DoD study sees ‘big breakthrough’ with using AI for declassification

The DoD study comes as Congress presses the Biden administration for progress on efforts to streamline classification and declassification.

A Defense Department research project has seen success in using artificial intelligence and machine learning to manage and declassify records. The project leads say the approach could be used to help agencies manage an explosion in digital records.

The research study, “Modernizing Declassification with Digital Transformation” is sponsored by the Office of the Under Secretary of Defense for Intelligence and Security. It’s being carried out by the University of Maryland’s Applied Research Laboratory for Intelligence and Security (ARLIS), one of DoD’s University Affiliated Research Centers.

J.D. Smith, chief of the records and declassification division at DoD’s Washington Headquarters Services, said the research project validated a proof of concept that shows AI and machine learning models can use “contextual understanding” to perform records management and declassification functions.

“The big breakthrough here is the mapping of business rules to contextual understanding models,” Smith said during a June 24 Public Interest Declassification Board meeting.

Previously, machine learning models “weren’t quite there” to understand the context for different types of content, Smith said. He said it’s key for models to understand the distinctions between, for example, a Department of Agriculture document that describes a “kiloton of grain,” versus a DoD document that uses “kiloton” to describe the specific content of nuclear weapons.

“How do you break through that contextual decision making to a computer and train a computer or an algorithm on doing that,” Smith said. “And one of the big break breakthroughs that we discovered is you can actually do that now, with the algorithms that exist with natural language processing, named entity recognition, and other models, you can configure them to train on how to make a contextual decision making.”

Lawmakers want updates on declassification

The DoD project comes as Congress presses the Biden administration for progress on implementing the Sensible Classification Act of 2023. The legislation was signed into law as part of last year’s defense authorization bill.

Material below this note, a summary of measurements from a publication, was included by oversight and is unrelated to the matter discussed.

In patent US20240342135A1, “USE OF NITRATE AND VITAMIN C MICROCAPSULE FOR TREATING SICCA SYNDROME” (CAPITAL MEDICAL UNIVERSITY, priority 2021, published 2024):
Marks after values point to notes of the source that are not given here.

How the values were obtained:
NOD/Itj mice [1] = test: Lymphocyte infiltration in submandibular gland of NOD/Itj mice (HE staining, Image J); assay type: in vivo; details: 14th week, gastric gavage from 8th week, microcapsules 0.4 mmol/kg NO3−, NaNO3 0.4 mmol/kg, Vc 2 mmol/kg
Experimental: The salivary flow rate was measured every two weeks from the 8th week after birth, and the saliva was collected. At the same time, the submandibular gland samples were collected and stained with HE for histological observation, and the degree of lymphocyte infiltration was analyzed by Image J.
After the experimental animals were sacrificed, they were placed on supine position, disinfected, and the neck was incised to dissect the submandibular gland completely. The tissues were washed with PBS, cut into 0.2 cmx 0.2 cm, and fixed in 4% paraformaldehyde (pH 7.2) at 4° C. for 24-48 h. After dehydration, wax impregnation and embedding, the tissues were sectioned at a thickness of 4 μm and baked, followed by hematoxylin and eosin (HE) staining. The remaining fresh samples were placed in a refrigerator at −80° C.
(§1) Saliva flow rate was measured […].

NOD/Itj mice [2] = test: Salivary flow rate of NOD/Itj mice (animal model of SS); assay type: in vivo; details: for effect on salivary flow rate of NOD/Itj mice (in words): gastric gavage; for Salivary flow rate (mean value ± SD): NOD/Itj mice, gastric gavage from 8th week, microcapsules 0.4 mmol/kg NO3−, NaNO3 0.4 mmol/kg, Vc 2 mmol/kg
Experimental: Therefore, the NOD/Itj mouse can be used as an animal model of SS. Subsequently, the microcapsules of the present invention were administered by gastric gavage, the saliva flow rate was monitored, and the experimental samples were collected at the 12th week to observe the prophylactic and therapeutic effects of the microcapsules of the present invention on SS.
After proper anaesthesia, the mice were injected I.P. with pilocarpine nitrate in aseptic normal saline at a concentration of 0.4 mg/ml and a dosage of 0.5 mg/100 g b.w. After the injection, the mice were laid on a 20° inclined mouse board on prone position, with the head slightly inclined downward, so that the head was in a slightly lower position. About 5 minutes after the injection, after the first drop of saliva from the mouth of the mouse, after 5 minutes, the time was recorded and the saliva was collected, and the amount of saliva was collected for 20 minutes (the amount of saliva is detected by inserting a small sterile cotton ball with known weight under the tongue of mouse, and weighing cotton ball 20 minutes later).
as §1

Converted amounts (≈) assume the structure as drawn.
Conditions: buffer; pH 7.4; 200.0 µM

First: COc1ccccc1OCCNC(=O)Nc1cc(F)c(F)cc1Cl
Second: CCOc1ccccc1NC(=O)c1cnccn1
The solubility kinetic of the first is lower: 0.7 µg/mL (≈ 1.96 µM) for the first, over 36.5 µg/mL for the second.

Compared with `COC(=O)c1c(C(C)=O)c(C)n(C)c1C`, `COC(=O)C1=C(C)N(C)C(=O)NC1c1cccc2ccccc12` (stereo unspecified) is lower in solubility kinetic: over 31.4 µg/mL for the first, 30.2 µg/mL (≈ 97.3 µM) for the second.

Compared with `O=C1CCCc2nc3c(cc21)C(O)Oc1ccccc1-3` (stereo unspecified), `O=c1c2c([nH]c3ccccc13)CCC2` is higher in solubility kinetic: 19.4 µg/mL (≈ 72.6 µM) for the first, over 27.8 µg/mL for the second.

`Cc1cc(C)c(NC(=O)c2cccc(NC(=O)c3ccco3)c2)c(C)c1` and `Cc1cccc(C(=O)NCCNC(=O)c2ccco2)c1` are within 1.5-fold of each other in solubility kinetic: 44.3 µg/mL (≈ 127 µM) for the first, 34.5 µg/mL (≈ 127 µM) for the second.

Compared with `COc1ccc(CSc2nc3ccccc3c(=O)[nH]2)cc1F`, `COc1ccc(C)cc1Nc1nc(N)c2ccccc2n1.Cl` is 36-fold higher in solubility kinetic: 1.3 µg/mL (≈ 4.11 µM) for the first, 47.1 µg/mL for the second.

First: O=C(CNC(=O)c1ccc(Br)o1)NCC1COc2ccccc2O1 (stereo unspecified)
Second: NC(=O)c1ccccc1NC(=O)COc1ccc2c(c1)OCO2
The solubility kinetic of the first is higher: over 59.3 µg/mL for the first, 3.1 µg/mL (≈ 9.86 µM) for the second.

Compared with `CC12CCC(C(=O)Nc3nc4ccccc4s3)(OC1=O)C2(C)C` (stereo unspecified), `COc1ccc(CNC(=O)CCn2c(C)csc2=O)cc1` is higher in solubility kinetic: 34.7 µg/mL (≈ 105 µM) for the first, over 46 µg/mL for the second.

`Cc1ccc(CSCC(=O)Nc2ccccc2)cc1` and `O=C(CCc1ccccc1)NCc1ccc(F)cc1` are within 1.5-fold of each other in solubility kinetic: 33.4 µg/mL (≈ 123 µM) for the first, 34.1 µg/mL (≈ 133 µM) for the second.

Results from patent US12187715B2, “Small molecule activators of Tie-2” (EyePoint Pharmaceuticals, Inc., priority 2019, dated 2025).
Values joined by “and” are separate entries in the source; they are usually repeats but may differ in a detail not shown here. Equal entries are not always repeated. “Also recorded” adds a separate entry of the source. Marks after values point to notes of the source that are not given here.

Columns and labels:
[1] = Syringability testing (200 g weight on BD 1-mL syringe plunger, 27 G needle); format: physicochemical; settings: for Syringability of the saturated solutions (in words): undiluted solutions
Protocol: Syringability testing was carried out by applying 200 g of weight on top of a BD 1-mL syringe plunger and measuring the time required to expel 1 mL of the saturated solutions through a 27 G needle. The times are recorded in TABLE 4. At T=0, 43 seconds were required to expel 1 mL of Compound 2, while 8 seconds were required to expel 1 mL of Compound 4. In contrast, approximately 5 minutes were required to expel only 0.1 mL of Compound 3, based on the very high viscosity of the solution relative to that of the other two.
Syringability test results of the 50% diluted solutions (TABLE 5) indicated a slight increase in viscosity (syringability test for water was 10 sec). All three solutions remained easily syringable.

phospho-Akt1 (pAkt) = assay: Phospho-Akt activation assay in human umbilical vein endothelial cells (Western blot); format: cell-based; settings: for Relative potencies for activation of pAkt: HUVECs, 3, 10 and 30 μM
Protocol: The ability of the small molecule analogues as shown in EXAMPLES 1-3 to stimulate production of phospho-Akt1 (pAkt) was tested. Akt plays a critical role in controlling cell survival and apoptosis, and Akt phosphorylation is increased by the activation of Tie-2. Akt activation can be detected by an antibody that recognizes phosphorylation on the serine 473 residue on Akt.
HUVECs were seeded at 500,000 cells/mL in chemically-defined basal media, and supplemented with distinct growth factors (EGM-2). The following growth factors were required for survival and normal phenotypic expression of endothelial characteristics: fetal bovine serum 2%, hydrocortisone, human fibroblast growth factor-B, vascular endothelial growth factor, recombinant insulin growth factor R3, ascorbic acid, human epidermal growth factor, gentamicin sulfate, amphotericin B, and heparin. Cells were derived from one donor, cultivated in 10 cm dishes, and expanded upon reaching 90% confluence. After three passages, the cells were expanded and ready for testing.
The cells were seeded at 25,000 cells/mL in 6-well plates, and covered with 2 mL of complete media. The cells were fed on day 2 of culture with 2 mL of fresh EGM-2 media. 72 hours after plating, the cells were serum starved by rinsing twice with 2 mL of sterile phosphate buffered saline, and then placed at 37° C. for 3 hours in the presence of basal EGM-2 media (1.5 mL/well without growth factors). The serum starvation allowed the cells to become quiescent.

In a June 18 letter to federal Chief Information Officer Clare Martorana, a bipartisan group of senators requested an update on efforts to develop a technology solution to support both classification and declassification.

“This opportunity to adapt our classification and declassification processes will greatly enhance the government’s ability to maintain accountability of our classified documents and records, streamline critical processes important to our national security, and work to reestablish trust and transparency between the United States government and the American people,” the lawmakers wrote.

Lawmakers are seeking answers to long-standing concerns about what one former official called a “tsunami of digitally created classified records.” The Biden administration has also kicked off a National Security Council-led process to reform the classification system.

‘Playbook’ for information review

Meanwhile, DoD’s declassification study will eventually result in a “playbook,” Smith said, for using technologies to support declassification and record management decisions in government. ARLIS is working on a “system architecture,” Smith said, as well as costs and other considerations.

The playbook will also turn into a request for proposals, he added, to help guide industry’s work with agencies on the supporting technologies.

DoD is looking to partner with agencies, including the Energy Department and the National Geospatial-Intelligence Agency, to further advance the project. Smith also said the DoD is looking to augment a State Department project that has used AI to declassify diplomatic cables.

DoD also plans to convene an interagency meeting this summer to discuss cross-government efforts and standardization.

“The principles that we’re going to explore here and show how we unlock technology to kind of navigate this, it’s applicable to any type of information review and release you’re doing,” Smith said. “Foreign disclosure, FOIA, security review . . . any type of information security review that you’re doing to clear anything, it follows these steps. And how do we map technology to each step to really make things efficient from a reviewer standpoint?”

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